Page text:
Think of the economy as a boiler controlled by a master value (interest rates) that regulate the pressure (inflation). The master value, in turn, is regulated by several secondary gauges that measure the pressure in various boiler parts. The prime-age employment-to-population ratio is one of those secondary gauges. When that gets high, the operator looks at other secondary gauges like wage inflation to determine if the overall pressure of the system needs to be tamped down.

I believe that the prime-age employment-to-population ratio, like all other jobs data, will go up faster than people originally thought. What the Fed will do when this happens will depend on what else is going on in the economy.  Don’t be one of those folks who think we will have a zero-interest policy forever. I understand the appeal of that, but until we see the employment/population ratio over 80%, it might be wishful thinking. 

A lot of labor market followers have been stuck in a 2008 mindset, believing that the COVID crisis would lead us to a long recession/depression with persistent high unemployment. But it is not the same as it ever was. History doesn’t always repeat itself. The American economy started its recovery back in April 2020, and the recovery has been faster than most people anticipated.

The housing bubble boys were stuck in 2008 mode hoping that America and the housing market would crash to justify their trolling of the United States since 2012. My best recommendation is: don’t believe it will take forever for all the jobs to come back. My theme a few months ago was that the short period of not much jobs growth was “The calm before the jobs storm” Jobs Friday is coming up soon.

Last year I wrote this: “I believe the months of April and May are going to tell an epic story of America’s start in defeating this virus.  If we do this right and document the cause and effect of our efforts, future generations will be able to look to this period in time for how to handle a global pandemic…”

The economy bottomed last April and we were working our way to get America Back! 

With the improving economy we will see headlines of tapering of bond purchases from the Federal Reserve, inflation picking up  and a heating-up economy over the next year. I believe 2021 will be the big growth year, with growth that can’t be sustained in the long term because much of it is due to make-up demand or rebound from the suppressed demand due to COVID-19 in 2020.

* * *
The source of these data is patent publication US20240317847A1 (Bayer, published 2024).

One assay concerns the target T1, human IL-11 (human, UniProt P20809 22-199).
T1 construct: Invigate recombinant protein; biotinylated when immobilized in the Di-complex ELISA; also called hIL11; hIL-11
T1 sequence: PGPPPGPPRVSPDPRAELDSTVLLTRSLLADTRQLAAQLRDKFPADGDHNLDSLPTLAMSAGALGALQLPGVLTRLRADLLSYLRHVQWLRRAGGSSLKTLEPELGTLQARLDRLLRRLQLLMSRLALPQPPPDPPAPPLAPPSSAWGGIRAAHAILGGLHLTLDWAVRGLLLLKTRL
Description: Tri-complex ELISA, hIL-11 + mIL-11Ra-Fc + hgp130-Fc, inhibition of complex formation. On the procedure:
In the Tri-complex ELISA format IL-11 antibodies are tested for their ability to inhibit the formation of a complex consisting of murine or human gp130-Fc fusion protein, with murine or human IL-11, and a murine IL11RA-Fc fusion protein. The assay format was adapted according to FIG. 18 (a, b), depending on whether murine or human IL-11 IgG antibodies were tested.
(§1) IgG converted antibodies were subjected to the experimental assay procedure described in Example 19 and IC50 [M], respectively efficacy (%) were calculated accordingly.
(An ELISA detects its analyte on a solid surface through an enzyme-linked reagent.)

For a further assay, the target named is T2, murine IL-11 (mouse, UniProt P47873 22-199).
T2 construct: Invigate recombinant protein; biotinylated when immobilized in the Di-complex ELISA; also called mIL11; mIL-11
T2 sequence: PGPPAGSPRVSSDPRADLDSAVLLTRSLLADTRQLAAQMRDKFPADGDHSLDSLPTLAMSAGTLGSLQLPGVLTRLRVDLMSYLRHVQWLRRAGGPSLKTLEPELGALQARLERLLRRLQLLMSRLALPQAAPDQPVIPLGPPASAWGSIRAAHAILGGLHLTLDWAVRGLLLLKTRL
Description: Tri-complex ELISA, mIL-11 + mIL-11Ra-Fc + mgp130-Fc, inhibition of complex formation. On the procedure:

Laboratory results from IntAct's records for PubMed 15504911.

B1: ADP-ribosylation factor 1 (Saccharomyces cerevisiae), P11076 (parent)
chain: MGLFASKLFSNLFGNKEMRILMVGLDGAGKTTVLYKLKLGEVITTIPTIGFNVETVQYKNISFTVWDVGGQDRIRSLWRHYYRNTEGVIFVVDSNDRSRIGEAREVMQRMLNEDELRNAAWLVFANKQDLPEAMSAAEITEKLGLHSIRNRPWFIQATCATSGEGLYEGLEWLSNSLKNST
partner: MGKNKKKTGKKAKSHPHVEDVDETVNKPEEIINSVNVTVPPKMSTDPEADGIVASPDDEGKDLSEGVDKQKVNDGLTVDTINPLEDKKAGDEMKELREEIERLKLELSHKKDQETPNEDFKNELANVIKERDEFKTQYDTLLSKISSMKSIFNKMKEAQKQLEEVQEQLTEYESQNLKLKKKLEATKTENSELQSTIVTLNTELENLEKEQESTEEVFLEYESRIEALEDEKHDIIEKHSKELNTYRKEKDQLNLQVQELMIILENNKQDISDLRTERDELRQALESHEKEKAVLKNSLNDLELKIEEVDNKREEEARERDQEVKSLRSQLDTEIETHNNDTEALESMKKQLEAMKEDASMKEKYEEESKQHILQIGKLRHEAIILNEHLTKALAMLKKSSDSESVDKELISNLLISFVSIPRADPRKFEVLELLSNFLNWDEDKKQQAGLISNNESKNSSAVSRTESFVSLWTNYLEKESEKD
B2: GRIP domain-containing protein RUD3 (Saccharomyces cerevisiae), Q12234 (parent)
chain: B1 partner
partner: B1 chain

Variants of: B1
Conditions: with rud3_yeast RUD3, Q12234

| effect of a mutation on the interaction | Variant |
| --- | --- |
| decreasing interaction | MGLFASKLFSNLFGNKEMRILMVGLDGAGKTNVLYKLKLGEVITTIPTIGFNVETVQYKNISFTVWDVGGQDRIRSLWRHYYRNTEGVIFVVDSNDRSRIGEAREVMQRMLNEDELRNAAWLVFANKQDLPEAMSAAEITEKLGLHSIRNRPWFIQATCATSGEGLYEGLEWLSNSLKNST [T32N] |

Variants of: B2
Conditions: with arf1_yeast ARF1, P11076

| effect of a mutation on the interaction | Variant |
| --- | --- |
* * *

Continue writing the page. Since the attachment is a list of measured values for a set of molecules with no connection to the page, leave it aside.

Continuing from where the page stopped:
Likewise, the rate of growth in GDP in 2022 won’t be sustained over the future years, like the current red-hot manufacturing data. The fiscal stimulus plan proposed by the White House will not take effect on the economy until 2022 on a bigger scale. The fiscal disaster aid checks to Americans are done and the extended unemployment benefits will probably end by September 2021. We do have a massive excess in savings now due to all this fiscal disaster relief. Also, disposable income got boosted by the checks and extended unemployment benefits.


Mortgage rates can rise going forward. We have seen an example recently of rising mortgage rates when Fed funds rate were at zero. In 2013 we saw a 1% increase over a short period when the 10-year rose from 1.60% to 3%. Don’t be shocked if that happens again. The U.S. economic data has been much better than other countries and the world won’t be dealing with COVID-19 forever. Once other countries get control of that beast and we are all free to walk the earth, I will be shocked if mortgage rates remain below 4%.

However, regarding the Federal Reserve and the first Fed rate hike, forget the unemployment rate and focus on that employment-to-population ratio for ages 25-54.